Finally, what is the soft power aspect that is so important about the Commonwealth? UK Commonwealth envoy David Concar put it very succinctly in a 2015 interview, almost reiterating the words of my noble friend Lord Howell of Guildford. He said:
“there is no other international organisation like this. It is not a military or security organisation... It is not an economic grouping… it’s a soft-power organisation, a network of countries that share the same values, have the same common law heritage. It is also unique as it is not just an inter-governmental organisation. It has very significant networks in Civil Society Networks through the Commonwealth Youth Program and others. … The Commonwealth includes all the world’s major religions and an immensely diverse range of countries. It is well placed to act as a platform to promote tolerance and respect. This can help young people in communities resist radicalisation”.
I think this is a very good summary.
My Lords, it is a pleasure to take part in this debate as the Commonwealth approaches its 70th anniversary. The Commonwealth is something we can all cherish and support and which has, especially through Her Majesty and her work, had a positive lasting impact on the lives of many people around the world. The Commonwealth is, as its name suggests, a wealth of things we have in common: things we can all nurture and sustain such as democracy, the rule of law and adherence to the upholding of human rights.
It is now almost a year since the very successful Commonwealth Heads of Government Meeting in our country. After that meeting, the Commonwealth Women’s Forum issued an outcome statement outlining its achievements and the work that needs to be done to address some of the issues that are not always on the right side of our shared values and sense of common purpose. These issues, such as empowering women and girls, were addressed by the forum:
“Recognising that despite the concerted efforts to transform the subordinate position of women and girls in many societies and the progress made so far towards gender equality, the advancement of the status of women and girls has been slow and uneven”.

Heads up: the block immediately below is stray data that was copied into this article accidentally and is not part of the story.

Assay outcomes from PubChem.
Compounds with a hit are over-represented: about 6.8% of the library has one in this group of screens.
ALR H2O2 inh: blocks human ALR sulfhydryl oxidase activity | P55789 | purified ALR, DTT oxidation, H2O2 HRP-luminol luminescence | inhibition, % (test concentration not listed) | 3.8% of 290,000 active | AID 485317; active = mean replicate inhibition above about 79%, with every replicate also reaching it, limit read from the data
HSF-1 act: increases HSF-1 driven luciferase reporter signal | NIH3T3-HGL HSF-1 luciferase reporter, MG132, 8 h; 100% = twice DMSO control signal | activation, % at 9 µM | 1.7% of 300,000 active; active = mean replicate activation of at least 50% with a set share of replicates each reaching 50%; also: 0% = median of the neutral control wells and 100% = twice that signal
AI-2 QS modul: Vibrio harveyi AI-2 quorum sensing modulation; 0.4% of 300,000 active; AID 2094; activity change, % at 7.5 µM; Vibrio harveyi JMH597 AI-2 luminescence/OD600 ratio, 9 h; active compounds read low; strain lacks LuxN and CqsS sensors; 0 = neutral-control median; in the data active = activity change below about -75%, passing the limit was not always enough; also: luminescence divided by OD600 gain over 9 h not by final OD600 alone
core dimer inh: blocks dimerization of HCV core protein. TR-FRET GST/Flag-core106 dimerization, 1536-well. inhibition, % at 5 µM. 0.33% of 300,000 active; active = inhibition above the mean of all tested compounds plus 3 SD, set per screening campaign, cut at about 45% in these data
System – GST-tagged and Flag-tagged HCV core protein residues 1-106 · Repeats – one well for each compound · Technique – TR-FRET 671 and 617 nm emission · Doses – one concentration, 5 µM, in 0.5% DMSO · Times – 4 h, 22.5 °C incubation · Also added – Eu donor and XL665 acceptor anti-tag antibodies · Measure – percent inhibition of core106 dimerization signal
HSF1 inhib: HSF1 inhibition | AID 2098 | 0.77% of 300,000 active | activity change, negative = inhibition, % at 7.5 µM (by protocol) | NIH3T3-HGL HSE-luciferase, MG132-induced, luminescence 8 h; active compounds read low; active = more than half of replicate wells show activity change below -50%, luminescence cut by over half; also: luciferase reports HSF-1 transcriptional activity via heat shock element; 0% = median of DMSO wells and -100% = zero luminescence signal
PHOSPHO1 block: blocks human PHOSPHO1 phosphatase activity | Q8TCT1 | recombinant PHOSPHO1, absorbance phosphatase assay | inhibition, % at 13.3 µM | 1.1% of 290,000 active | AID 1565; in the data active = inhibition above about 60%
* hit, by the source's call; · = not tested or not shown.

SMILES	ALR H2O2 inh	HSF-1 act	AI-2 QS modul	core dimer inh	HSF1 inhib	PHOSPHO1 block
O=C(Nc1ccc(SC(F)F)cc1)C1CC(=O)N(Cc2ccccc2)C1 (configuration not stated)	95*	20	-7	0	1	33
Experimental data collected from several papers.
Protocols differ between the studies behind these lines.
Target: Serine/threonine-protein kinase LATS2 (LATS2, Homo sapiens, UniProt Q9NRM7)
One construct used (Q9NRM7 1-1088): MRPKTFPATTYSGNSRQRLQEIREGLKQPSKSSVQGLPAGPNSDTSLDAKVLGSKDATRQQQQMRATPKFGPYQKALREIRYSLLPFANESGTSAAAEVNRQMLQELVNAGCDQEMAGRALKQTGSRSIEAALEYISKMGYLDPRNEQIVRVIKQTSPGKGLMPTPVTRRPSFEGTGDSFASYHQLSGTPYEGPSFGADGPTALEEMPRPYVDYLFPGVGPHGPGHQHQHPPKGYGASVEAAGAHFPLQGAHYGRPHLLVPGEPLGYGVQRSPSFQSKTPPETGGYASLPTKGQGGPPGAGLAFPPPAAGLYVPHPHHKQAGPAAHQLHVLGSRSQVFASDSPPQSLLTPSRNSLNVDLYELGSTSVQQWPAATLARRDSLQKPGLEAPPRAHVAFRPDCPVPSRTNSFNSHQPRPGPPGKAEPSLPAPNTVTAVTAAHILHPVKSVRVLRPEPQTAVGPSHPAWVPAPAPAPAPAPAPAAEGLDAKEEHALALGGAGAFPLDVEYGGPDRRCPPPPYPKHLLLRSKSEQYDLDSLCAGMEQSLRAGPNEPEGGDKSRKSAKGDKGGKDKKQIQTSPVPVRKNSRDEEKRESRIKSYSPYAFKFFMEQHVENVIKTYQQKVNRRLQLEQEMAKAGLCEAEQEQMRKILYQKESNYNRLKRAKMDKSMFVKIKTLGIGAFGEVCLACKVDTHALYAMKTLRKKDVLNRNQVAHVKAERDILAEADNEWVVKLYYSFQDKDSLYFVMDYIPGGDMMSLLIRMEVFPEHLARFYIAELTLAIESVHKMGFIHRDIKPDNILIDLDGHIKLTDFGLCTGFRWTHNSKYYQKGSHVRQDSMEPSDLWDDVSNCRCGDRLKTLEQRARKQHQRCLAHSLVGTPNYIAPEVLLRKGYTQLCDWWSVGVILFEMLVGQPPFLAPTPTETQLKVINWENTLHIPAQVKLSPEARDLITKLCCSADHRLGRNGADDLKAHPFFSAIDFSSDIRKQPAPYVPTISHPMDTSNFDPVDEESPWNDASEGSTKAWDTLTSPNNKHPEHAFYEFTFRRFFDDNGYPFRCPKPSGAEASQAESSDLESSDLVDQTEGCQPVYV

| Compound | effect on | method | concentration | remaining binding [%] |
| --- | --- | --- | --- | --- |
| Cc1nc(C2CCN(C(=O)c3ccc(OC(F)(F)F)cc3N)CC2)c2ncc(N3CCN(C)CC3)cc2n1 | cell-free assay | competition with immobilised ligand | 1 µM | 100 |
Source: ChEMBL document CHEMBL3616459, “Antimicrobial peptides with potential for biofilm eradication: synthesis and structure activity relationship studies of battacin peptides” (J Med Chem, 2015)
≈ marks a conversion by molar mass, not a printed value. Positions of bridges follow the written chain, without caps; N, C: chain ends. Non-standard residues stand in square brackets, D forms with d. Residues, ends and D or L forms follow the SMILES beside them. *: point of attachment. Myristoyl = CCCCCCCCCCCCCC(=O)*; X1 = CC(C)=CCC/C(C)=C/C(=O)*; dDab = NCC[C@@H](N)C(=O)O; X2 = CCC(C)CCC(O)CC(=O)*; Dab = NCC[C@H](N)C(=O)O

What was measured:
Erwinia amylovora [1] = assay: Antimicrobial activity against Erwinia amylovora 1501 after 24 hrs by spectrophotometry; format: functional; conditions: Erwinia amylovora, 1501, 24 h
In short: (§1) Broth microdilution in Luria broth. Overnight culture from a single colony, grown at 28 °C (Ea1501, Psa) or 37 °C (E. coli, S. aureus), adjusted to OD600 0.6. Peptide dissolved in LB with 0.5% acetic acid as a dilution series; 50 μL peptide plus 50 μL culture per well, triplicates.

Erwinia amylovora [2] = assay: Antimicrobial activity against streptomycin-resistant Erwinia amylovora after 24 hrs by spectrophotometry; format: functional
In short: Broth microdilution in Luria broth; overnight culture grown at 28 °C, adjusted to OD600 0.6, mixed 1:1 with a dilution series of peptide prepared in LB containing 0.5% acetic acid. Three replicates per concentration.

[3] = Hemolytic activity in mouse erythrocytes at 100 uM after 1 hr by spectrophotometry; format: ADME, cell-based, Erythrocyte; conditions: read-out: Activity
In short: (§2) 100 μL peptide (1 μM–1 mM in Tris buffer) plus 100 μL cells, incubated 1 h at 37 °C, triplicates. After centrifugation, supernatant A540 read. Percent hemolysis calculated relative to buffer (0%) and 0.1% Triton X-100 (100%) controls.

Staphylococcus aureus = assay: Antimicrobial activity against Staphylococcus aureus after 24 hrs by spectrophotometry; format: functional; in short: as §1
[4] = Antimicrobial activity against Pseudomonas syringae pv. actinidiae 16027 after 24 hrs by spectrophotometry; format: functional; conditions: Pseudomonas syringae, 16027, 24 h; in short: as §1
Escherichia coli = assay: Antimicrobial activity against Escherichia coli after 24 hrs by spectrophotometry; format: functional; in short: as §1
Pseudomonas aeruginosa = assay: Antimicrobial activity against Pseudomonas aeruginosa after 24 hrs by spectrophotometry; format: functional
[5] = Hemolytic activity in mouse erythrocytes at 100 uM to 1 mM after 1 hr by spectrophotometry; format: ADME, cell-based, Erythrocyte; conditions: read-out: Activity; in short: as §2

These issues are at the forefront of many agendas across the globe, not just in the Commonwealth; but recognising that inequality and sporadic success highlights a growing disparity between what is needed and what is actually being achieved. It is here I have learned that one of the best ways to make progress is through education and assisting the younger generations, who can make change happen.
If we are truly to make progress, challenge cultural practices and relinquish the chains of male-dominated societies, we need to start at the beginning and ensure that education is key for the new generations; and that women of the future do not face the same issues and limitations that held back their mothers, grandmothers, great-grandmothers and so on, especially violence, subversion and coercion. These issues are extremely important in the context of the sustainable development goals and achieving 50/50 by 2030.
The Commonwealth Women’s Forum also called on the Commonwealth to:
“lead the world by creating and strengthening an enabling environment for women’s empowerment, for a sustainable, secure, prosperous, and fairer society—that is free from violence and coercion, focuses on actions to mainstream gender in all government programmes, policies and initiatives including gender budgeting”.
Given the UK’s role as chair-in-office of the Commonwealth until the next summit in 2020, we now have the opportunity to grasp the nettle and address these various and serious issues head on, and to make some impact and progress so that all citizens of the Commonwealth feel safe and secure, whatever their standing and beliefs, especially when it comes to human rights abuses and inequality against women.
The women’s forum acknowledged that women face bias along multiple identity dimensions, including gender, race, disability, sexual orientation, gender identity and age. With an estimated 2.4 billion people making up the Commonwealth, and nearly half the world’s population being female, it is not hard to see that addressing many of the issues that females face and supporting women and girls will bring about enormous and beneficial change for all concerned. With small states making up 60% of the group, it is important that those countries are supported properly in addressing the aim of the Commonwealth of “a fairer future” with gender equality and inclusion at the fore.
While we all recognise the issues that women face—many of them have been debated separately in this Chamber—it is actions more than words that will help. It is here that the work of DfID could be put to better use. If our aid budget were targeted more at Commonwealth countries, we could ensure that our friends and partners gained the best support possible.